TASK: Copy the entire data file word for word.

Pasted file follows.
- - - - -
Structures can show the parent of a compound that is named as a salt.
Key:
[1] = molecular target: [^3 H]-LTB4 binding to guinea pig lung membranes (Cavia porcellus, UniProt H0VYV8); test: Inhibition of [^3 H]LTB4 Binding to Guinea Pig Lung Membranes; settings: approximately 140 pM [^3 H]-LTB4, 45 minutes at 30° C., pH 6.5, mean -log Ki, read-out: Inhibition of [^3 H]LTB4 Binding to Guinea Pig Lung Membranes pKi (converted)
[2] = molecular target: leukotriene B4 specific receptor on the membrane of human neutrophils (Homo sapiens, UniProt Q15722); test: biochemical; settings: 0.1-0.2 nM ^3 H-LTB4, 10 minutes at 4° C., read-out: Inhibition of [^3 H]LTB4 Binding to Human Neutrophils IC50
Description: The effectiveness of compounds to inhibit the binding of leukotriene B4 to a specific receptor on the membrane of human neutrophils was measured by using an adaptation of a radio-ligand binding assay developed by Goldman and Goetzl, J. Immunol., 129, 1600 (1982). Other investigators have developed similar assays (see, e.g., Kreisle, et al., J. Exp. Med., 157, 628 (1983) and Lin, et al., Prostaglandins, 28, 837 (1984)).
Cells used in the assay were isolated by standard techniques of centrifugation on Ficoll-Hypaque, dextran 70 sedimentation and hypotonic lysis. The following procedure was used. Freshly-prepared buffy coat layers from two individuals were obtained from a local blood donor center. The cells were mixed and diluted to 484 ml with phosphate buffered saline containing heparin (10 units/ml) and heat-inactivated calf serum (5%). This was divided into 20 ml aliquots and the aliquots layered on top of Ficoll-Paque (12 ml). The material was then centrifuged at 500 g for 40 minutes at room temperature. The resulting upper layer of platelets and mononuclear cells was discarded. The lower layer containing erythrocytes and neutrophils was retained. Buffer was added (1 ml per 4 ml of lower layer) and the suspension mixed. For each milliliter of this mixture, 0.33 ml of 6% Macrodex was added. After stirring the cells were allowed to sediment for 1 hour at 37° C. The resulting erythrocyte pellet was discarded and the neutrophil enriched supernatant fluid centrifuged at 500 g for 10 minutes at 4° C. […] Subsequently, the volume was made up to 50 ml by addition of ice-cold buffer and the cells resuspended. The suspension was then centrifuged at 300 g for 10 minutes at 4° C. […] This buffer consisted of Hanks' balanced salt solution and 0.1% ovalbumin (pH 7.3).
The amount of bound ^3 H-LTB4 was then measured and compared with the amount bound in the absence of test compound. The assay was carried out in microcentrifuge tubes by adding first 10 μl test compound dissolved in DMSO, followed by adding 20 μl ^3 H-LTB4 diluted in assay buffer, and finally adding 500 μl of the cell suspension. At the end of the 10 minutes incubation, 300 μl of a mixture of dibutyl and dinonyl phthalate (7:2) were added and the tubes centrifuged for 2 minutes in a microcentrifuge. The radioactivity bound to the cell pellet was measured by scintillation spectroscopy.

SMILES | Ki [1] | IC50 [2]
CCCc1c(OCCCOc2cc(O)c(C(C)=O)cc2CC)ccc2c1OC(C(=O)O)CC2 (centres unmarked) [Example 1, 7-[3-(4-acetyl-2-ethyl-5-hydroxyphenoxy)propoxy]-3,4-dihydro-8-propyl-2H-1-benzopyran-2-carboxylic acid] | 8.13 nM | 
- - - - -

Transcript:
Structures can show the parent of a compound that is named as a salt.
Key:
[1] = molecular target: [^3 H]-LTB4 binding to guinea pig lung membranes (Cavia porcellus, UniProt H0VYV8); test: Inhibition of [^3 H]LTB4 Binding to Guinea Pig Lung Membranes; settings: approximately 140 pM [^3 H]-LTB4, 45 minutes at 30° C., pH 6.5, mean -log Ki, read-out: Inhibition of [^3 H]LTB4 Binding to Guinea Pig Lung Membranes pKi (converted)
[2] = molecular target: leukotriene B4 specific receptor on the membrane of human neutrophils (Homo sapiens, UniProt Q15722); test: biochemical; settings: 0.1-0.2 nM ^3 H-LTB4, 10 minutes at 4° C., read-out: Inhibition of [^3 H]LTB4 Binding to Human Neutrophils IC50
Description: The effectiveness of compounds to inhibit the binding of leukotriene B4 to a specific receptor on the membrane of human neutrophils was measured by using an adaptation of a radio-ligand binding assay developed by Goldman and Goetzl, J. Immunol., 129, 1600 (1982). Other investigators have developed similar assays (see, e.g., Kreisle, et al., J. Exp. Med., 157, 628 (1983) and Lin, et al., Prostaglandins, 28, 837 (1984)).
Cells used in the assay were isolated by standard techniques of centrifugation on Ficoll-Hypaque, dextran 70 sedimentation and hypotonic lysis. The following procedure was used. Freshly-prepared buffy coat layers from two individuals were obtained from a local blood donor center. The cells were mixed and diluted to 484 ml with phosphate buffered saline containing heparin (10 units/ml) and heat-inactivated calf serum (5%). This was divided into 20 ml aliquots and the aliquots layered on top of Ficoll-Paque (12 ml). The material was then centrifuged at 500 g for 40 minutes at room temperature. The resulting upper layer of platelets and mononuclear cells was discarded. The lower layer containing erythrocytes and neutrophils was retained. Buffer was added (1 ml per 4 ml of lower layer) and the suspension mixed. For each milliliter of this mixture, 0.33 ml of 6% Macrodex was added. After stirring the cells were allowed to sediment for 1 hour at 37° C. The resulting erythrocyte pellet was discarded and the neutrophil enriched supernatant fluid centrifuged at 500 g for 10 minutes at 4° C. […] Subsequently, the volume was made up to 50 ml by addition of ice-cold buffer and the cells resuspended. The suspension was then centrifuged at 300 g for 10 minutes at 4° C. […] This buffer consisted of Hanks' balanced salt solution and 0.1% ovalbumin (pH 7.3).
The amount of bound ^3 H-LTB4 was then measured and compared with the amount bound in the absence of test compound. The assay was carried out in microcentrifuge tubes by adding first 10 μl test compound dissolved in DMSO, followed by adding 20 μl ^3 H-LTB4 diluted in assay buffer, and finally adding 500 μl of the cell suspension. At the end of the 10 minutes incubation, 300 μl of a mixture of dibutyl and dinonyl phthalate (7:2) were added and the tubes centrifuged for 2 minutes in a microcentrifuge. The radioactivity bound to the cell pellet was measured by scintillation spectroscopy.

SMILES | Ki [1] | IC50 [2]
CCCc1c(OCCCOc2cc(O)c(C(C)=O)cc2CC)ccc2c1OC(C(=O)O)CC2 (centres unmarked) [Example 1, 7-[3-(4-acetyl-2-ethyl-5-hydroxyphenoxy)propoxy]-3,4-dihydro-8-propyl-2H-1-benzopyran-2-carboxylic acid] | 8.13 nM | 